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—A year ago, the Redskins paid offensive tackle Takoby Cofield the maximum allowable signing bonus to get the Duke product on board as an undrafted free agent. He spent last year on the practice squad and he is back to try to make the roster again. On the field on Saturday you could tell that he has spent a year practicing with an NFL team, moving fluidly and showing good fundamental techniques. He could have a legitimate shot at beating out Ty Nsekhe for the backup tackle spot. That won’t be easy to do since Nsekhe, who essentially was a 30-year-old rookie, held his own when he was called upon. But Cofield will have a shot.

—Su’s Cravens lined up at inside linebacker during camp and that confused many who thought he was going to be a safety or outside linebacker. But ILB is just a temporary stop for the second-round draft pick. “Initially we have to teach him a position, and right now it’s going to be the inside linebacker,” said Jay Gruden. That’s a good starting spot to learn the entire defense and that is a first step for a hybrid defensive player. It may be a while before we see Cravens’ full versatility on display. It’s a tall task for a rookie to learn one position in the four months between the draft and the start of the regular season. There could be a substantial learning curve when it comes to being able to handle multiple positions. How fast he can move around and become the chess piece that he is envisioned to be will be up to him and how soon he can learn multiple positions.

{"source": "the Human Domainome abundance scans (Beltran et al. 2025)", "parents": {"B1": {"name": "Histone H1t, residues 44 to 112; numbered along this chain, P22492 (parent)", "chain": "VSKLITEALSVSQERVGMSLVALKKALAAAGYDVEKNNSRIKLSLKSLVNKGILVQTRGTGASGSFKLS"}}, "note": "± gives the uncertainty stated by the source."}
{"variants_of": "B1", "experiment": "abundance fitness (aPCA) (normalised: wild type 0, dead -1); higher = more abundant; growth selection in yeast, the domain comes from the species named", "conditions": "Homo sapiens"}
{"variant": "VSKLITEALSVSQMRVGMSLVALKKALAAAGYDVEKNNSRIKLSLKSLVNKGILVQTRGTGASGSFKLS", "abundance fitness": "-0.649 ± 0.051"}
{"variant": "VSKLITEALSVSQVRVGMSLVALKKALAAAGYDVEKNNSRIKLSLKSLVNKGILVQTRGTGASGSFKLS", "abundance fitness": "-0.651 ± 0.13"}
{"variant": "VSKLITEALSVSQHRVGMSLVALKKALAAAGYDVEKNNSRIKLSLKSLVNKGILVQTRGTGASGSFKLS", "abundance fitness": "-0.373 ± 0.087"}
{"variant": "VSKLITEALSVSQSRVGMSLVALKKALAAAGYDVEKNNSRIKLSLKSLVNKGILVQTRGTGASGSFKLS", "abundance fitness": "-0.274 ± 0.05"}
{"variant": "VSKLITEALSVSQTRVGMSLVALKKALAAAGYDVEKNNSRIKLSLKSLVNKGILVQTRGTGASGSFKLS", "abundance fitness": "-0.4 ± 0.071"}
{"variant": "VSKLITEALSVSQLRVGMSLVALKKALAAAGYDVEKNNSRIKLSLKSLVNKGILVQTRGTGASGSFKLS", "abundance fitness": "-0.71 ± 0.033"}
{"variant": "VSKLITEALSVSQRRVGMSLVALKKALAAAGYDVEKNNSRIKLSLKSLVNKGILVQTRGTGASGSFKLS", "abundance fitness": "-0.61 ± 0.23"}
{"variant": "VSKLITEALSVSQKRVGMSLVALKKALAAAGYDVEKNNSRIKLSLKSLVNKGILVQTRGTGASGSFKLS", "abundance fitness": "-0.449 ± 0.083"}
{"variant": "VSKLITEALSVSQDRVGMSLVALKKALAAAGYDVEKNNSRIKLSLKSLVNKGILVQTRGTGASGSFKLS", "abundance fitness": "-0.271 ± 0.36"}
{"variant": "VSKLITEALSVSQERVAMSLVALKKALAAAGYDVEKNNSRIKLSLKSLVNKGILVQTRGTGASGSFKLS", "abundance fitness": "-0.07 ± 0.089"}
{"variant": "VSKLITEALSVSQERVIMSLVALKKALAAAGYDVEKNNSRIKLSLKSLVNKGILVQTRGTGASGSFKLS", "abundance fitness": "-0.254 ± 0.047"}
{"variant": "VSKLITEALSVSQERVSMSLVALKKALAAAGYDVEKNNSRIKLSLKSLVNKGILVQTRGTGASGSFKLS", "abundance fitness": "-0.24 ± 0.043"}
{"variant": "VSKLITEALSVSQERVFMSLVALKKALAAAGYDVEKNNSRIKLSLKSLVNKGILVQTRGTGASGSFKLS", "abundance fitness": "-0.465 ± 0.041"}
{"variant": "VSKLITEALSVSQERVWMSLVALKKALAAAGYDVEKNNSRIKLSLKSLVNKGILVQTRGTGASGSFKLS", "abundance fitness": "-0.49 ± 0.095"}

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Devin Hester deserves to be in the Hall of Fame, and Brian Mitchell is why

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Devin Hester deserves to be in the Hall of Fame, and Brian Mitchell is why

Devin Hester officially announced his NFL retirement on Tuesday after 11 years as the most feared return specialist in NFL history. 

Hester who spent a majority of his career with the Bears and Falcons finished with 20 return touchdowns, the most in NFL history. His 14 punt return touchdowns is also an NFL record. Hester also returned a missed field goal for an 108-yard touchdown. He became just one of eight men to score a kick return touchdown in the Super Bowl.